and there's no credit going throughout the system,
it impacts everyone.
So the head of the central bank of Mexico, a guy
named Guillermo Ortiz, he went to Washington.
He was part of the establishment.
He sort of floated in the economic ideas of the Fed
governors and so forth.
He goes up to Washington, and he says to Ben Bernanke, look,
we've seen this movie.
We know how it ends.
It doesn't end well.
We had the tequila crisis in '94.
We restructured our banking system.
Smaller banks got eaten up.
People got thrown out of jobs.
It took us a really long time to recover.
And more than just the economic problems of recovery,
our people lost confidence in the system.
And there, that manifested in lots of crowds in the streets.
But the point was, if you simply create money
to simply help the financial system, to help the banks,
it's not really stable capital.
It's not really ultimately going to work.
There will be bubbles.
There will be problems.
And Ben Bernanke says, thanks, doesn't
cover Ortiz and his memoirs at all,
even though this meeting was covered by "The Wall Street
It was public.
And he basically goes about in manufacturing this emergency
quantitative easing amount, and then has the whole world
Why does the whole world join in?
Or why do the major countries join in
to any quantitative easing movement?
Because if you have capital in the US--
and money is made very cheap so it's
more liquid to the financial system
so they can sort out the stuff they did--
and rates are higher elsewhere, in particular,
in the main countries with which there is trade,
or with which the banks have relationships,
then the money is going to leave.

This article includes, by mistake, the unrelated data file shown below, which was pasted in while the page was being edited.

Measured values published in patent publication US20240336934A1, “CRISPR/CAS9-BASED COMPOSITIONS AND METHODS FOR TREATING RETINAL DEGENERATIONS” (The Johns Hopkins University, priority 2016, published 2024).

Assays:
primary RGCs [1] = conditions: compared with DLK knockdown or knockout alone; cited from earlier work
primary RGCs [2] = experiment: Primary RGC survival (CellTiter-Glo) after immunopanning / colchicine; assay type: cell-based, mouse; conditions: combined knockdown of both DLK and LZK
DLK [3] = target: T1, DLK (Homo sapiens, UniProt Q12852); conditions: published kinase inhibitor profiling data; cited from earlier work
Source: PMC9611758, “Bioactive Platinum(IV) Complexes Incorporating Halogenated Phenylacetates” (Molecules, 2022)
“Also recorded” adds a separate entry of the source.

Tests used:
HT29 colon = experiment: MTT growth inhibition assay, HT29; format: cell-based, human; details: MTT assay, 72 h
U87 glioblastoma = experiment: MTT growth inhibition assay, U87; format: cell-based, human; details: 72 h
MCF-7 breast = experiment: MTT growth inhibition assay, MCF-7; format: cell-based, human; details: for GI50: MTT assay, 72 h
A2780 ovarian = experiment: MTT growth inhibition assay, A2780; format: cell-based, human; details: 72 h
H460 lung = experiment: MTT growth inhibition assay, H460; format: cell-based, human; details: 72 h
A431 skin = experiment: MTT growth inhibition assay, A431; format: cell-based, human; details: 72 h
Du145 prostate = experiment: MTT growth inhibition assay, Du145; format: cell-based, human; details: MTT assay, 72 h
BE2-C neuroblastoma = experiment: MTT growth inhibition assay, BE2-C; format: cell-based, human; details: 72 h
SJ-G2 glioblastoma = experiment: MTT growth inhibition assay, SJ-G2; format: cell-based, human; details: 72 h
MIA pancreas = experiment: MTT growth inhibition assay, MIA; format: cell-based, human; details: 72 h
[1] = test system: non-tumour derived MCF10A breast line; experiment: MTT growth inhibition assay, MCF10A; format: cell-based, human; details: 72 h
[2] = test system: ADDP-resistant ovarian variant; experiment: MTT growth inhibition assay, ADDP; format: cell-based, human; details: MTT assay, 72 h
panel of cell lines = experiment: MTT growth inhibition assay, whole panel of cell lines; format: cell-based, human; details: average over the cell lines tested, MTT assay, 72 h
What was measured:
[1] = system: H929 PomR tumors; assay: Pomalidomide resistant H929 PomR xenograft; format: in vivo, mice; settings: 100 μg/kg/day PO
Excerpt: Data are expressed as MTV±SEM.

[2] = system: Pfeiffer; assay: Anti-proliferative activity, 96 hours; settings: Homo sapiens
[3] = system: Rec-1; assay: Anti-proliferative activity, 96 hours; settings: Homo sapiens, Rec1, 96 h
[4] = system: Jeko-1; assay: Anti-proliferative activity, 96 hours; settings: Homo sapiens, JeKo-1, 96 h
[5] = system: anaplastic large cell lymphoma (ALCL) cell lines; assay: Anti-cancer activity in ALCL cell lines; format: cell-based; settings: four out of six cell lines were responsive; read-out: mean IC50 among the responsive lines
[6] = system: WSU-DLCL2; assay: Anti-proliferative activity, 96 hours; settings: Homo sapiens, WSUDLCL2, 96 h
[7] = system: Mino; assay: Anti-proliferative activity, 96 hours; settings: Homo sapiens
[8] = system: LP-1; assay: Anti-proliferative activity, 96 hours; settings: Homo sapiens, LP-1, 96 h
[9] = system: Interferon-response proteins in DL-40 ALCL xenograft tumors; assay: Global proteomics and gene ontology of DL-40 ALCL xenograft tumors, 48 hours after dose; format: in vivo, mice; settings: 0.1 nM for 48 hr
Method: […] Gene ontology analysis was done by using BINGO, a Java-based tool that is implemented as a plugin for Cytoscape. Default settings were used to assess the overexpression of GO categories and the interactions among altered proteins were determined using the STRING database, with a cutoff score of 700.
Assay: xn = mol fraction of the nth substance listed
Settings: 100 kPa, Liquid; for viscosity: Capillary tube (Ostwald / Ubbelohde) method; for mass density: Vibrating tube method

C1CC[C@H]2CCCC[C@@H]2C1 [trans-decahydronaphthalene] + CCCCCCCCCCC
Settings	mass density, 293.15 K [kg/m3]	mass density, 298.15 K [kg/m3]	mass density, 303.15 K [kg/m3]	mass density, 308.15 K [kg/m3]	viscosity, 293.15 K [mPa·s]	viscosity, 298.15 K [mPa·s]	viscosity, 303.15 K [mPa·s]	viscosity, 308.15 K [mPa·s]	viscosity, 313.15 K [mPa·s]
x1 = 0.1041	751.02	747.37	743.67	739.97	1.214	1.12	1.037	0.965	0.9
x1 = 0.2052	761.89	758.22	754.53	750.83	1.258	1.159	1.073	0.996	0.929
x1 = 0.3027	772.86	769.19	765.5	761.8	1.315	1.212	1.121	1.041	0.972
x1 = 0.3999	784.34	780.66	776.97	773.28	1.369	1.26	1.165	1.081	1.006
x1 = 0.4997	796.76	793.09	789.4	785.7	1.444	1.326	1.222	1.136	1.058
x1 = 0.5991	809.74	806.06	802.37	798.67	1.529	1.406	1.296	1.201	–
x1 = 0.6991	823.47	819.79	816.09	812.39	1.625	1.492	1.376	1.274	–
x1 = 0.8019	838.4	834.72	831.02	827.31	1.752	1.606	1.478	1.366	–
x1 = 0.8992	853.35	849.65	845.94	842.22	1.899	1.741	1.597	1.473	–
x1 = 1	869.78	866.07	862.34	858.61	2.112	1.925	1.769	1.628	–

And so the only way to keep the dollar strong enough
and keep the money in the US is to export the same method
to the countries that have the largest relationships.
So something like Mexico has to also deal with its own economy.
So if it reduces rates by too much,
that will cause inflation in the economy,
because it has a more direct impact on actual people
and on actual prices, because it's a smaller economy
to begin with, and it's reliant on other economies
for its trade by more so.
So Ortiz didn't want to reduce rates,
like the Fed was doing, very quickly.
And they couldn't produce money electronically to buy
securities in Mexico-- they didn't have the same capacity--
and so they didn't.
So he didn't.
He went about criticizing the US.
As a result, he lost his job--
or he didn't get reappointed to be the head
of the central bank of Mexico.
And the subsequent appointee, a man
named Agustin Carstens, who also was in the same group
as the people running the Fed, Treasury Department, and so
forth, came in.
And he at first said, OK, I'll do what the Fed's going to do.
I'll reduce rates.
I'll keep it sort of stable between the border of Mexico
and the US.
I'll follow along.
He used to go public about the fact
that this easing was going to help
the real economy-- ultimately will trickle out of the banking
system and out of the markets, and it